Tales of holiday travel suckiness, courtesy of American Airlines.

This recent holiday, I flashed back to a Christmas past. The year was 1999, or maybe 2002, whatever, I don’t remember. And it’s not important. What is important was how I felt that holiday when American Airlines flew my new wife and I home to New York to spend a few precious days with my family.

This recent holiday, I flashed back to a Christmas past. The year was 1999, or maybe 2002, whatever, I don’t remember. And it’s not important. What is important was how I felt that holiday when American Airlines flew my new wife and I home to New York to spend a few precious days with my family.

This recent holiday, I flashed back to a Christmas past. The year was 1999, or maybe 2002, whatever, I don’t remember. And it’s not important. What is important was how I felt that holiday when American Airlines (@AmericanAir) flew my new wife and I home to New York to spend a few precious days with my family.

It was bitterly cold that year and JFK Airport was bustling with travelers excited to see kith and kin. We arrived without problem (amazingly), and looked for our puddle-jumper flight to Rochester. It was canceled, stranding us. Or so we thought.

American Airlines “compensated” us with a free voucher worth $300 good for another hellish American Airline flight (wait, why does this voucher have an expiration date — is there a time-limit on screwing your customers?)

But instead of putting us up in a nice, heated hotel room with free dinner, American Airlines herded us into a van. A VAN! For a 7-hour drive upstate! That was bad enough, but upon heading out, the driver found that the van’s heater didn’t work. Did I mention that it was a 7-hour ride, and it was 20-degrees out?

So while the voucher was hardly sufficient compensation for canceling our flight, American Airlines did give the seven of us passengers something else, too — namely, hypothermia.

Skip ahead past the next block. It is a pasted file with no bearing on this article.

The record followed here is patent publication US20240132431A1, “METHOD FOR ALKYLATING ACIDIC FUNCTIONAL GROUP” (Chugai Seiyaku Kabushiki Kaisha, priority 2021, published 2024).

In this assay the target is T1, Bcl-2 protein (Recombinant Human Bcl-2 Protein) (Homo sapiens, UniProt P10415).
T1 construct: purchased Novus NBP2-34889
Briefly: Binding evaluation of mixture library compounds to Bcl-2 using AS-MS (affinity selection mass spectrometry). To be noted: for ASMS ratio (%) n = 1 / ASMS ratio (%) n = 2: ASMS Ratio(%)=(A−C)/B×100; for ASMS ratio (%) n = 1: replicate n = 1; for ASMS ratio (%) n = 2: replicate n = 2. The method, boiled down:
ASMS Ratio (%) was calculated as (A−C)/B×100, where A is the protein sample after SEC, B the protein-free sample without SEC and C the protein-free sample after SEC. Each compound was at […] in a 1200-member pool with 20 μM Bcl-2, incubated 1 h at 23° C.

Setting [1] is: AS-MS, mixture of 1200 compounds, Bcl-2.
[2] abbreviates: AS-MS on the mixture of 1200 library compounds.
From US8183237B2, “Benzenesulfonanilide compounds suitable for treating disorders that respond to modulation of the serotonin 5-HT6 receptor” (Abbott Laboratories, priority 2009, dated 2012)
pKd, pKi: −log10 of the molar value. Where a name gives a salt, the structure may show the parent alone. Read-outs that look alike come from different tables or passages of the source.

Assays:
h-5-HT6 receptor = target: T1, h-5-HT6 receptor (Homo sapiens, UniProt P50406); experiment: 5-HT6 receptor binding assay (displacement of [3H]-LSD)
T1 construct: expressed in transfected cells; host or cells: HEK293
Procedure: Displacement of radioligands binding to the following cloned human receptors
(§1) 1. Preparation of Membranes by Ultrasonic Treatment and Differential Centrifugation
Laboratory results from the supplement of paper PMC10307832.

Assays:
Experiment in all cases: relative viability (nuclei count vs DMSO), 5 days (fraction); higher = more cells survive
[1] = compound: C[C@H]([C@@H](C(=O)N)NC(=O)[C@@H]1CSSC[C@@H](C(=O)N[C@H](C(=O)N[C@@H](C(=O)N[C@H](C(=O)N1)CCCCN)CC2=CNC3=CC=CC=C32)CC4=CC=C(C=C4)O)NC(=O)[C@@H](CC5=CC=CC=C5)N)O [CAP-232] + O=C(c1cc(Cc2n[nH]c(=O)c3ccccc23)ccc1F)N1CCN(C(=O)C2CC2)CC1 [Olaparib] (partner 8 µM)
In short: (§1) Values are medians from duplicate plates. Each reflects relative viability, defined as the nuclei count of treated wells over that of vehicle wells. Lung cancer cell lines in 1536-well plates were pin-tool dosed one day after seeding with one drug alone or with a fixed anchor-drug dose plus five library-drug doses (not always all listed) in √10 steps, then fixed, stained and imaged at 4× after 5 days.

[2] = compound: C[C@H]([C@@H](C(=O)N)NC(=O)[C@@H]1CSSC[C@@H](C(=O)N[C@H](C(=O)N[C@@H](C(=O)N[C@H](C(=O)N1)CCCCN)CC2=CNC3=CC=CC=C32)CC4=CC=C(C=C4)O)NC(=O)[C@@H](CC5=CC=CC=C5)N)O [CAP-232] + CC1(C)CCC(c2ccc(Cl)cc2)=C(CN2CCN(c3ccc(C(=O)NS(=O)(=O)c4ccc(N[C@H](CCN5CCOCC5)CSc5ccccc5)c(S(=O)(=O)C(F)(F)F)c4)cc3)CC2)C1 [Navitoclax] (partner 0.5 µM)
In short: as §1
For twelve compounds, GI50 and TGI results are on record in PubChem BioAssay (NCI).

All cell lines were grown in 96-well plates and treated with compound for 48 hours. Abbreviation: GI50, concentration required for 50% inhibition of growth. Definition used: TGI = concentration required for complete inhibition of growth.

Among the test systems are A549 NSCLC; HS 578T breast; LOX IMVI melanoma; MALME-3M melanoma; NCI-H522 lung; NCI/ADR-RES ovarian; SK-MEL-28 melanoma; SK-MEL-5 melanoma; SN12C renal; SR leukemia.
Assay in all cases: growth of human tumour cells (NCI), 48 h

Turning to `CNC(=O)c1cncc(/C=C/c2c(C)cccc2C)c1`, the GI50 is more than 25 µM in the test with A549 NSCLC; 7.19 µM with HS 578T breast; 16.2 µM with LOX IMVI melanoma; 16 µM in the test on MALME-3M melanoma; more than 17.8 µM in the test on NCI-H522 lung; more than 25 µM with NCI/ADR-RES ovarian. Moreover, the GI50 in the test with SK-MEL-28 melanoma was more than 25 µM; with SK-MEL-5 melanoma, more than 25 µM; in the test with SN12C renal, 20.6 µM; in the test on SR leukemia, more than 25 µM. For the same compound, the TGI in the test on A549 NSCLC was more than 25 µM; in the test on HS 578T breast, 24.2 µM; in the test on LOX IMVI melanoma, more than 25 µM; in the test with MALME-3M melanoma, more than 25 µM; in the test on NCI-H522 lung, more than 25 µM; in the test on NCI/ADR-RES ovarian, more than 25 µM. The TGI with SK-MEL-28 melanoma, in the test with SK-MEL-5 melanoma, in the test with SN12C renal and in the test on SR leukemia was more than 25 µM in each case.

Naturally, I was upset about this unacceptable treatment and wrote a physical letter to the airline (this was pre-Internet days…). I told the story and asked for further compensation only to get rebuffed by the head of customer relations, who essentially told us: “Tough shit.” (I’m paraphrasing here.)

Shocked by American Airlines’ callous customer service, I wrote back again. This time I was asked, “What part of ‘Tough shit’ don’t you understand?” Such holiday spirit.

These “pleasant” memories came flooding back to me this Christmas as I flew a 6-hour, red-eye to see my wife’s family aboard an American Airlines airplane that, like the van, had no heat. It’s basic mechanical problems like that that make me wonder what else on their planes doesn’t work.

As a result of American Airline’s continued incompetence and indifference to its customers’ comfort or welfare, my wife and I never fly American Airlines anymore. And, as you can tell from these reports, my wife and I travel a lot.

Instead, we fly Virgin, JetBlue or United Airlines whenever possible, despite what my friend, Steve, thinks about United. In my considered opinion, American Airlines can go suck it.